Climate change is at the forefront of many conversations in agriculture, which is why IFG does the work we do: breeding new varieties of fruit that will grow in warmer climates with less water requirements. As the planet changes, there is the possibility that we will see less fruit production. IFG is focused on breeding varieties that ensure consistent cropping in a changing climate.

About Dr. Chris Owens
Dr. Chris Owens has been with IFG since 2016 and is now the Lead Plant Breeder, directing the development of improved varieties of table grapes and sweet cherries. He also directs IFG’s research and development efforts supporting the breeding program, including post-harvest evaluations, plant pathology and genetics. Chris interacts closely with the international technical and commercial teams with the goals to accelerate the adoption and maximize the success of IFG’s new varieties.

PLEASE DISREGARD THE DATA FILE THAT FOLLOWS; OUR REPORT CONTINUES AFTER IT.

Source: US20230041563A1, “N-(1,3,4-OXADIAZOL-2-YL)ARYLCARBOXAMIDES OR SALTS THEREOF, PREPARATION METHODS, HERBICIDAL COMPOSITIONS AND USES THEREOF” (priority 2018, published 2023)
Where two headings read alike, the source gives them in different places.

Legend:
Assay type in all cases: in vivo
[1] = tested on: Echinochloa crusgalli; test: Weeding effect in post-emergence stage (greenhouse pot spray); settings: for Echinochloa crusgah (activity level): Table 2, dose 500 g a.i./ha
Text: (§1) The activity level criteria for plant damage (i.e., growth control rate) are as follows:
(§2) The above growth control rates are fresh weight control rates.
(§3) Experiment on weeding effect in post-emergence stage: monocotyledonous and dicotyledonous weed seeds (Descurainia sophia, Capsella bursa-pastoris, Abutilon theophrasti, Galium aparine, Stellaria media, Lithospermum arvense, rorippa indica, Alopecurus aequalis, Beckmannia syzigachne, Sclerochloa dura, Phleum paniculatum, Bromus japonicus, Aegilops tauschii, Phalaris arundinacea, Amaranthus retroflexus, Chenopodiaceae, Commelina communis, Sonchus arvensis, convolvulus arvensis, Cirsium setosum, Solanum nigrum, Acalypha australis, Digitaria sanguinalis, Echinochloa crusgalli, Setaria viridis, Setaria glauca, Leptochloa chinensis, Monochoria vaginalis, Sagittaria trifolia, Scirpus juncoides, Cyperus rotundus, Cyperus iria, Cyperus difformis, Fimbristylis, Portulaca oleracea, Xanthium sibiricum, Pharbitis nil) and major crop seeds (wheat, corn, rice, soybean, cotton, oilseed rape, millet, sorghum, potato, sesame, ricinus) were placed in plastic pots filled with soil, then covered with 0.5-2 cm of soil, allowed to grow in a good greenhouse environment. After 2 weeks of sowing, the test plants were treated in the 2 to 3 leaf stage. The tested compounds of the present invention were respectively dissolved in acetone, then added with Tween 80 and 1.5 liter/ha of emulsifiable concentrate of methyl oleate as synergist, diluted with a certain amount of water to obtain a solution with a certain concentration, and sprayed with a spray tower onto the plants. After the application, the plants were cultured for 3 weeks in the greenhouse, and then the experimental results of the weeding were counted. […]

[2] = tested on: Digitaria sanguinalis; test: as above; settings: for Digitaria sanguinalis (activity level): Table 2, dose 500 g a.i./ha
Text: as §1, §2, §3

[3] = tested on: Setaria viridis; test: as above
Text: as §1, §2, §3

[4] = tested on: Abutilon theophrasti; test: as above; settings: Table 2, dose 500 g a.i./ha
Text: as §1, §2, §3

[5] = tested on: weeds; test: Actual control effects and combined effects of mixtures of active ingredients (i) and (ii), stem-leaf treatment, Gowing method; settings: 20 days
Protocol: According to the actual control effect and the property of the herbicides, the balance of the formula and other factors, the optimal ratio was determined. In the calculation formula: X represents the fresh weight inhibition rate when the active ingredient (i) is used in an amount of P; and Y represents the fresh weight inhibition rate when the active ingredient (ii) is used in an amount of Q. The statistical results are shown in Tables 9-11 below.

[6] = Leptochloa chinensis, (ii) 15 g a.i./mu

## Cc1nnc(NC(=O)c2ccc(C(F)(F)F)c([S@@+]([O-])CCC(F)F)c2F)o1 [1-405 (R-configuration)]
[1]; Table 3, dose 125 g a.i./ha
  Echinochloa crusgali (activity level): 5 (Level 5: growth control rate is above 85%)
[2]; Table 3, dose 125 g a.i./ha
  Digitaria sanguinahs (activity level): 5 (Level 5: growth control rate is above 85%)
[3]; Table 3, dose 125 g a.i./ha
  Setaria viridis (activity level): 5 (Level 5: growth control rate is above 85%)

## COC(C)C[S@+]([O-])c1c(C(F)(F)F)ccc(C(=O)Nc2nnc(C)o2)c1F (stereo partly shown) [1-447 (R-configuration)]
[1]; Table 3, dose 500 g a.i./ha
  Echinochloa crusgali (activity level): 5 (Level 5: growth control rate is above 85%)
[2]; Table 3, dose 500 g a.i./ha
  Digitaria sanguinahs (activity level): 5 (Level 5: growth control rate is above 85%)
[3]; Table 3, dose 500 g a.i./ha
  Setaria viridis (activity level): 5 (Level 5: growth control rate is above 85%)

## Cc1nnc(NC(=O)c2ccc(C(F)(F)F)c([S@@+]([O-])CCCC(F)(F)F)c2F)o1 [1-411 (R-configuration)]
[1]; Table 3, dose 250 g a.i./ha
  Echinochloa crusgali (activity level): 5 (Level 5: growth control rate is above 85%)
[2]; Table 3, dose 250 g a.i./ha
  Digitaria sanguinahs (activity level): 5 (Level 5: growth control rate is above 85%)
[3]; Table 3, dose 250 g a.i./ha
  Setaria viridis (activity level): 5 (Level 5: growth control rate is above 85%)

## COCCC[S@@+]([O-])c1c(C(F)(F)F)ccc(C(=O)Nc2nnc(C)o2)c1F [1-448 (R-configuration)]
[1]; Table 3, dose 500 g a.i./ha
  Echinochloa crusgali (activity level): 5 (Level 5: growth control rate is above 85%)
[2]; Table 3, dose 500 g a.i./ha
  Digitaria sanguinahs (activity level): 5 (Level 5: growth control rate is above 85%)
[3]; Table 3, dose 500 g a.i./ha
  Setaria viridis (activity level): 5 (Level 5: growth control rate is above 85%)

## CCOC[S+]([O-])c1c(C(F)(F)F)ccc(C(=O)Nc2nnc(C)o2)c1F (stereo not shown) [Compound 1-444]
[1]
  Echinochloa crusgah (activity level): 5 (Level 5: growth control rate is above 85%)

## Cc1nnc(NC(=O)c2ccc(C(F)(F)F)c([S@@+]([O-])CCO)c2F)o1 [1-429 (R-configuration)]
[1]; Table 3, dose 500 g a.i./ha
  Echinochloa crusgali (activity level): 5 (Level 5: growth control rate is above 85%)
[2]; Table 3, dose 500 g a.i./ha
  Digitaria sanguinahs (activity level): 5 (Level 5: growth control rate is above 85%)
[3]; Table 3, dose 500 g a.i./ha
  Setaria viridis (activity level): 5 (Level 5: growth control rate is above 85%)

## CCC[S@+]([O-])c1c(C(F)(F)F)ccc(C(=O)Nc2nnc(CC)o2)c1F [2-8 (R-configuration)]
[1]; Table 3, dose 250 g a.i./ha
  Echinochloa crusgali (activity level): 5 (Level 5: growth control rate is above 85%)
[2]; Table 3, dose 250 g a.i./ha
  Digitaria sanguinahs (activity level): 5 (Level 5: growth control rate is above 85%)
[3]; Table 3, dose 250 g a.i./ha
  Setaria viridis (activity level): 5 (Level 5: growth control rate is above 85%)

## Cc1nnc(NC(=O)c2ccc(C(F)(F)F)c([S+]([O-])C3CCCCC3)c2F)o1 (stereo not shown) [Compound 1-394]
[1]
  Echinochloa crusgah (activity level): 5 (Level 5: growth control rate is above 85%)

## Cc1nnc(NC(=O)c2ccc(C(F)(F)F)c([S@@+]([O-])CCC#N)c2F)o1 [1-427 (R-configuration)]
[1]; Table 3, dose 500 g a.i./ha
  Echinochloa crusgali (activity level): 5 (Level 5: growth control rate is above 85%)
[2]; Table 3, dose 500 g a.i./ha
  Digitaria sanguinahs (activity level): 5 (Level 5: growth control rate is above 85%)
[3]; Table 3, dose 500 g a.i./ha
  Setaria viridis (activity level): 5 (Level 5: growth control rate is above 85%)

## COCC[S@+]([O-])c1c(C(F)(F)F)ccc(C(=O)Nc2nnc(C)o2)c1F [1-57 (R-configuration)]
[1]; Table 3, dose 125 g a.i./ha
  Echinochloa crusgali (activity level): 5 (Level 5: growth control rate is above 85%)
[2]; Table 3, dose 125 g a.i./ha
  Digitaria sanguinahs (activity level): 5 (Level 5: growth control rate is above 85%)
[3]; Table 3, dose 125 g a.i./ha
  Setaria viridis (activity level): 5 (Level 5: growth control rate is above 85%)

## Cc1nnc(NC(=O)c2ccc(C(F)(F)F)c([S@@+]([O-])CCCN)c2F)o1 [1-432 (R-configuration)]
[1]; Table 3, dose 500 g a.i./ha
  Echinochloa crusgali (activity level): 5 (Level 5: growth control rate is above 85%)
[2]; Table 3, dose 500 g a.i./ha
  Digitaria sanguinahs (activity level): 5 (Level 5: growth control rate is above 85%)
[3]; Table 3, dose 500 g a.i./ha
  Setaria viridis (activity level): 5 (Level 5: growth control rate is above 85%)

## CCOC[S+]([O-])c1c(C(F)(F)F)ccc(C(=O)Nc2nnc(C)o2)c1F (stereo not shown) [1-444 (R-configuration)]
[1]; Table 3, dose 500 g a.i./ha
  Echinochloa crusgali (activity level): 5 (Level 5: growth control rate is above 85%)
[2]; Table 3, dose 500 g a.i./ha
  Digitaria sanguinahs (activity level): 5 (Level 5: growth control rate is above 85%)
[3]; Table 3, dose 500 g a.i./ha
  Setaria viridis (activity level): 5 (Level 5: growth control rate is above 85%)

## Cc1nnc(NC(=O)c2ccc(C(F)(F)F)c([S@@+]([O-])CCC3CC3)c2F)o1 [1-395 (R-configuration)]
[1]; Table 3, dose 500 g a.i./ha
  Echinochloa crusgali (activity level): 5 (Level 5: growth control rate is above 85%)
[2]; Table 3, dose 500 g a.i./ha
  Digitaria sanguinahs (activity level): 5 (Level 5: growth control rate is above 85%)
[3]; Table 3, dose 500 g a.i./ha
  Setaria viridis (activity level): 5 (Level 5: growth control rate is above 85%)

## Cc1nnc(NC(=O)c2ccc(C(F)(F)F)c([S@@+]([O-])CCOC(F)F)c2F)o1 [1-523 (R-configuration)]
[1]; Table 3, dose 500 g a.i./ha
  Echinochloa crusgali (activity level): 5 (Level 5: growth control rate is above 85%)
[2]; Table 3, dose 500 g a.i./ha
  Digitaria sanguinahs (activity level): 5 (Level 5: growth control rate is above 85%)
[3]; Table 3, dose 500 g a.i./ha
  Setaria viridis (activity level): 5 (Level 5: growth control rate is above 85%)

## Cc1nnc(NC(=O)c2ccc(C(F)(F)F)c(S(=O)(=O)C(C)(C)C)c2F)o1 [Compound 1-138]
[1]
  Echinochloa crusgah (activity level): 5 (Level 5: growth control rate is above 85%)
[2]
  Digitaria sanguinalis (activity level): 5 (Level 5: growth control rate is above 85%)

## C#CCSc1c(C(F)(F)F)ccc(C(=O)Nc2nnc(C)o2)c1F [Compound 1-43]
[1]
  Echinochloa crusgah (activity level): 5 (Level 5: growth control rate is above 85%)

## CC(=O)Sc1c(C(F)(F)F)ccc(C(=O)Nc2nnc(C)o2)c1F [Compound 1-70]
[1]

Chris holds a BS in horticulture from the University of Maryland, an MS in pomology from Cornell University, and a PhD in plant breeding and genetics from Michigan State University. Prior to IFG, Chris spent more than 20 years in germplasm development, breeding and genetics of both grapevines and cherries. The author of numerous book chapters and scientific articles, he has presented research results at national and international conferences and served on professional societies’ advisory committees.